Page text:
The montage from Treasure Planet (2002) with
music by John Rzeznik of the Goo Goo Dolls.
Disney's Treasure Planet (2002) is perhaps the company's most underrated film since Fantasia, and yes, that is a deliberate comparison. When Fantasia opened in 1940, it was years ahead of its time, both artistically and conceptually. In all probability, this visual orchestra was Disney's finest hour, and it all-but bombed at the box office for its troubles. Only in later decades was it recognized as the forward-thinking and beautiful film it is.
Treasure Planet also received poor box office receipts, low critical acclaim, and was even maligned by then company president Michael Eisner. The film itself came as one of the last in a string of more experimental animated movies around the turn of the century - including Pocahontas (1995), Mulan (1998), Tarzan (1999), Atlantis: The Lost Empire (2001) and Brother Bear (2003) - that were poorly-received and consequently spelled the temporary doom of Disney's traditionally animated features.
This reception does not befit the film itself, which is absolutely spellbinding. The story is, granted, ultimately forgettable: a reimagining of Robert Louis Stevenson's Treasure Island, with a young man's coming of age plot that is Disney's second favorite after the young woman pining for love and freedom. What makes it worthwhile is the remarkable world this reimagining is placed in.
As evidenced by the title, this version of Treasure Island (which was itself adapted into live action film by Disney in 1950) has been transformed into a Science Fiction film, where the titular island has been changed into a titular planet. Rather than develop it into a straight Sci-Fi movie with high tech spaceships and robots (comparable to Don Bluth's 2000 film Titan A.E.), the animators decided on retaining the flavour of 18th century seafaring. In interview they revealed their 70-30 strategy: 70% old, 30% new. The result was a cosmos in which tall-masted sloops bore cyborg pirates and flintlock laser-wielding swashbucklers through asteroid belts and black holes.
The creativity in this 70-30 strategy is astounding and forms a model for any future 18th or 19th century celestial expeditions. Leatherbound holograph books open to project the exploits of the nefarious Captain Flint. Astronomer Dr. Doppler wears a space diving suit aboard the RLS Legacy ship. The crescent moon above Jim Hawkins' planet is stunningly revealed to be a massive space port. Pods of galactic whales and flocks of space rays fly alongside the sailors, riding the "Winds of the Etherium". Jim's coveted map to Treasure Planet is a three-dimensional, holographic version of a old seafarer's map, while the planet itself is a mechanical relic of an ancient civilization of observers whose rich backstory was developed for the writers but, sadly, not in the film itself.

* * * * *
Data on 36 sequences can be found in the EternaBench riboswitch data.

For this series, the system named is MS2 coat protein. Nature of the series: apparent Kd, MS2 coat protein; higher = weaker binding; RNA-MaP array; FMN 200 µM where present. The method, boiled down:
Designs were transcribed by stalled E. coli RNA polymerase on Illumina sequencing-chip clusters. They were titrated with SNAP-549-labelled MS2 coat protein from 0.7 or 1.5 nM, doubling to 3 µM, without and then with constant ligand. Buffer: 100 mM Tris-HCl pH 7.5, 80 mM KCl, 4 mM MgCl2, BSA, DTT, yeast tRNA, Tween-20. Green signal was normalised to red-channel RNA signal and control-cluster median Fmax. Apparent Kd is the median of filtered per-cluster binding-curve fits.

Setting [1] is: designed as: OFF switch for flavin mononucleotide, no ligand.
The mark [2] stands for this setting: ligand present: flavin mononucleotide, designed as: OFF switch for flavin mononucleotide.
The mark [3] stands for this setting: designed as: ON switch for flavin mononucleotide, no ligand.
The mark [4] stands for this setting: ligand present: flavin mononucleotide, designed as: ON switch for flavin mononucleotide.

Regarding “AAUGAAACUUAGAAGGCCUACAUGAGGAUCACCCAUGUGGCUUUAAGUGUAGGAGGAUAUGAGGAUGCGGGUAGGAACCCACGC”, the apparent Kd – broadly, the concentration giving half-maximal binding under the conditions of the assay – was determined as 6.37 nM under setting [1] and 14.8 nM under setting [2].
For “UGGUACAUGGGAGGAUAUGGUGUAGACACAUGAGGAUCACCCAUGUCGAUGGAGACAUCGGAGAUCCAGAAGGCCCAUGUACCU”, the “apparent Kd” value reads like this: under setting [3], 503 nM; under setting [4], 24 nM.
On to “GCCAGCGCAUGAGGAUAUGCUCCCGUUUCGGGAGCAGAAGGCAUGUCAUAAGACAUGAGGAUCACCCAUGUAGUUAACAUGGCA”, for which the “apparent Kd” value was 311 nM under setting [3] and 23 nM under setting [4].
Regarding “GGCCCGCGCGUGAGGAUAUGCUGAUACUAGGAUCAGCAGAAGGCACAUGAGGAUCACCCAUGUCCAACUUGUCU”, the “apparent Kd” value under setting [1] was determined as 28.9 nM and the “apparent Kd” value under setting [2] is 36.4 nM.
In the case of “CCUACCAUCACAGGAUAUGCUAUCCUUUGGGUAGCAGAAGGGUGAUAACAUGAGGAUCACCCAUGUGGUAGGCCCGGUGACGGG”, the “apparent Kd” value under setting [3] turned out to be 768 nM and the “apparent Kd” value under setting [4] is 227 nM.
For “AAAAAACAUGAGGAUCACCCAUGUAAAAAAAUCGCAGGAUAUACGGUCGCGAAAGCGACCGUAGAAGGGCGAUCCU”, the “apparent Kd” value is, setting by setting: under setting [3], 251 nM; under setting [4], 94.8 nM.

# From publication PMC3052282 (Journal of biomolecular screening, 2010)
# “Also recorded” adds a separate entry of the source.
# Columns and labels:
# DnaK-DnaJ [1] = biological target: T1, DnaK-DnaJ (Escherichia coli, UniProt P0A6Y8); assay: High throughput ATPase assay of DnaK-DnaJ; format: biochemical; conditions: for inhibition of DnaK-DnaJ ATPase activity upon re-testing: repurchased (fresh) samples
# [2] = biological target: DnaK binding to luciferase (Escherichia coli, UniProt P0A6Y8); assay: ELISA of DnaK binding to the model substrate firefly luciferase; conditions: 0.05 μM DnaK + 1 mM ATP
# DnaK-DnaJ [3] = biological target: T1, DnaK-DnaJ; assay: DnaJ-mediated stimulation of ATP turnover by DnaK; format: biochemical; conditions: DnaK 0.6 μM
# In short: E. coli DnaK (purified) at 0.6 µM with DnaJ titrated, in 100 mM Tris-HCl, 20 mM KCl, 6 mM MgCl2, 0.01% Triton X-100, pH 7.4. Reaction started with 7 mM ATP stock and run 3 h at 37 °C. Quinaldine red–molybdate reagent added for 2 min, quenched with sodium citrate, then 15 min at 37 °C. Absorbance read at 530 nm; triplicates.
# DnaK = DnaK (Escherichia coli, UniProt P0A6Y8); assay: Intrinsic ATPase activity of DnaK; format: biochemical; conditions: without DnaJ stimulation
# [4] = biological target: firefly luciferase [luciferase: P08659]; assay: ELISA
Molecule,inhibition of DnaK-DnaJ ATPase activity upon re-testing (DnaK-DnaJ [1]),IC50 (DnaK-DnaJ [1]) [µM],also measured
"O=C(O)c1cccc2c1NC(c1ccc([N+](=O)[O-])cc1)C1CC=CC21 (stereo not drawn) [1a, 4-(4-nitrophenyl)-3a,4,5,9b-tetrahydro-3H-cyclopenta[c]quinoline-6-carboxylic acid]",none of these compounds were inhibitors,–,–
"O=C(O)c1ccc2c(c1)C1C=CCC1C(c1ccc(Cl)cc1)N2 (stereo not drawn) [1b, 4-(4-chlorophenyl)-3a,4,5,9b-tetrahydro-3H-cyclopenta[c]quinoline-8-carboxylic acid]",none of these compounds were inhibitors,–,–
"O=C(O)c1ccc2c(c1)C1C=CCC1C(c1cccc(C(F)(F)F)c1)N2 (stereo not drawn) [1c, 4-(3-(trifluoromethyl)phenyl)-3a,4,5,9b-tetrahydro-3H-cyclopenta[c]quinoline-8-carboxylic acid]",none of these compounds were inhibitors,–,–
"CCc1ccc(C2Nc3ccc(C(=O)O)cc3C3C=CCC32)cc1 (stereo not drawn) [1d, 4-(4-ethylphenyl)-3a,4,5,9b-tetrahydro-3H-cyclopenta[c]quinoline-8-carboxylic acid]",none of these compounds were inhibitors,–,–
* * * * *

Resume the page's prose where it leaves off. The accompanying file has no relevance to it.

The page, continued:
Against these elements are a backdrop of the heavens pulled from the most magnificent of the Hubble Telescope's images. Treasure Planet's is not the deromanticized black abyss of the mid-20th century, nor even the anthropomorphized space of Georges Méliès and paper moon photography. Instead, it is richly vibrant and colourful, with hues of blues and reds and purples billowing about like wave and fog in spheres newly-romanticised for the 21st century. Easily some of the most beautiful visuals of any Disney movie around are found over and over again in Treasure Planet.
In a fair and just world, Treasure Planet would have been a success... Audiences would have recognized it for the stunning film it is and, among other things, Disney's attempts at remodelling Tomorrowland along Retro-Futurist and Scientific Romantic lines would have been capped by a simulator ride through the Etherium.
There is an endless opportunity for speculation in assessing why Treasure Planet underperformed at theatures. A theory that I think holds some relevance for a number of films from that period is that Disney is creatively caught between a rock and a hard place. On the one hand, people complain and dismiss Disney as being a company that produces princess movies and other fairy tales. Granted, that is where they are at their most iconic, be it Snow White and the Seven Dwarfs, Cinderella, Sleeping Beauty, The Little Mermaid, Beauty and the Beast, Peter Pan, Pinocchio, Aladdin or Alice in Wonderland. However, there has never been a shortage of experimentation either: once upon a time, Snow White was experimental. Fantasia and the other mid-century music anthologies were most certainly so, as were the Latin American-themed Saludos Amigos and The Three Caballeros.
Which leads to the other hand: people complain that Disney only makes fairy tales, and then refuse to see any Disney movie that isn't one. Is it any wonder that Disney's return to traditional animation is being heralded in by two fairy tales, Enchanted and The Princess and the Frog? When they attempt an Atlantis or a Treasure Planet, a moviegoing public cannot seem to wrap their minds around it. Nor can they, despite 20 years of Japanese animation being imported to Western shores, contemplate a mature Hollywood animated film like The Iron Giant or Titan A.E.
Unfortunately, like Fantasia, fans of the film will have to wait a few decades for vindication.